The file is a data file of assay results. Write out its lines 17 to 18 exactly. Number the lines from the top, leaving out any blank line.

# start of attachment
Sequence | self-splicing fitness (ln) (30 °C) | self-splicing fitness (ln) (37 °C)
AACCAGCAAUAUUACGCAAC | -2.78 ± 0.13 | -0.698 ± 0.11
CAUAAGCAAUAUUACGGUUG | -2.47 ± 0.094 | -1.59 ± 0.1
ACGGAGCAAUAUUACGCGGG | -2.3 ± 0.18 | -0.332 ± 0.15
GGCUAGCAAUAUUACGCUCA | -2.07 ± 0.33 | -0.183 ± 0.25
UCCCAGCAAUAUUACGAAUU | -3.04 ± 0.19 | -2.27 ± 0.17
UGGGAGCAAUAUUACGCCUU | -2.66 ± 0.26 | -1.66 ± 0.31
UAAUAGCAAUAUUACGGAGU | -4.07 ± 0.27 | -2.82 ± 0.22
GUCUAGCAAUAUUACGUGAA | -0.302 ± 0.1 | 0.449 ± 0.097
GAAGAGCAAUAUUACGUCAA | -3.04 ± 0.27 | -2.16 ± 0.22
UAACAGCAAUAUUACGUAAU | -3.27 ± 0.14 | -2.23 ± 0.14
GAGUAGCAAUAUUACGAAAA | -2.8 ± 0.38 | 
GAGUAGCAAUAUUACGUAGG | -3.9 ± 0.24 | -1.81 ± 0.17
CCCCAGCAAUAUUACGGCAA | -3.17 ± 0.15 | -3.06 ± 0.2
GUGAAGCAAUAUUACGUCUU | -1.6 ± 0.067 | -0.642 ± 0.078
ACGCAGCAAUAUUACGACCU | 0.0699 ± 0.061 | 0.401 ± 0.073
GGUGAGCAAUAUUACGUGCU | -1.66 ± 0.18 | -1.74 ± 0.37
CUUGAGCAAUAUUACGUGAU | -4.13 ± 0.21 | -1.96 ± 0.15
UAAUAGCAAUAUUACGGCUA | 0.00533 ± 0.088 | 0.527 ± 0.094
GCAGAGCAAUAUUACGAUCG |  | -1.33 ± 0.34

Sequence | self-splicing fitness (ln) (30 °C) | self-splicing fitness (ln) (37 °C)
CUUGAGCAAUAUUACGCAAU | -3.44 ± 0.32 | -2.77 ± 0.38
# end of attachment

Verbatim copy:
GGUGAGCAAUAUUACGUGCU | -1.66 ± 0.18 | -1.74 ± 0.37
CUUGAGCAAUAUUACGUGAU | -4.13 ± 0.21 | -1.96 ± 0.15